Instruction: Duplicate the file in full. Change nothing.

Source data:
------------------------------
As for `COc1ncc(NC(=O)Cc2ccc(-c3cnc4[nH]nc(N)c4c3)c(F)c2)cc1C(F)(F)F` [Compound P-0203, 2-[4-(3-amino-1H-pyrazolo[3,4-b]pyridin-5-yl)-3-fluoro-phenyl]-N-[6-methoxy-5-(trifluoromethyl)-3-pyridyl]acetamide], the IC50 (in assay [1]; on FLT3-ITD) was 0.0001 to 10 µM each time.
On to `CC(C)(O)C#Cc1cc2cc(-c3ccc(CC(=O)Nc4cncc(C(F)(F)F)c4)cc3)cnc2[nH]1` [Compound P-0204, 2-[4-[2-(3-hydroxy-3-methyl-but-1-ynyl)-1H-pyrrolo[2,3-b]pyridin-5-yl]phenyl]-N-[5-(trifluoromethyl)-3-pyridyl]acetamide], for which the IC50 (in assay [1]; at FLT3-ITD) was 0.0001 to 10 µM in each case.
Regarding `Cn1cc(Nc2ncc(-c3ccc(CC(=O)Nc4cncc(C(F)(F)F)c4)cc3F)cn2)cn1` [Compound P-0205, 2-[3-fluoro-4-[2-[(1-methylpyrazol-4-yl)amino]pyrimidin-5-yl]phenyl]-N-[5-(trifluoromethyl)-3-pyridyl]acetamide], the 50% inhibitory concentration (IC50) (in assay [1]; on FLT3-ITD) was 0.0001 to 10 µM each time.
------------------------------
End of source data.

As for `COc1ncc(NC(=O)Cc2ccc(-c3cnc4[nH]nc(N)c4c3)c(F)c2)cc1C(F)(F)F` [Compound P-0203, 2-[4-(3-amino-1H-pyrazolo[3,4-b]pyridin-5-yl)-3-fluoro-phenyl]-N-[6-methoxy-5-(trifluoromethyl)-3-pyridyl]acetamide], the IC50 (in assay [1]; on FLT3-ITD) was 0.0001 to 10 µM each time.
On to `CC(C)(O)C#Cc1cc2cc(-c3ccc(CC(=O)Nc4cncc(C(F)(F)F)c4)cc3)cnc2[nH]1` [Compound P-0204, 2-[4-[2-(3-hydroxy-3-methyl-but-1-ynyl)-1H-pyrrolo[2,3-b]pyridin-5-yl]phenyl]-N-[5-(trifluoromethyl)-3-pyridyl]acetamide], for which the IC50 (in assay [1]; at FLT3-ITD) was 0.0001 to 10 µM in each case.
Regarding `Cn1cc(Nc2ncc(-c3ccc(CC(=O)Nc4cncc(C(F)(F)F)c4)cc3F)cn2)cn1` [Compound P-0205, 2-[3-fluoro-4-[2-[(1-methylpyrazol-4-yl)amino]pyrimidin-5-yl]phenyl]-N-[5-(trifluoromethyl)-3-pyridyl]acetamide], the 50% inhibitory concentration (IC50) (in assay [1]; on FLT3-ITD) was 0.0001 to 10 µM each time.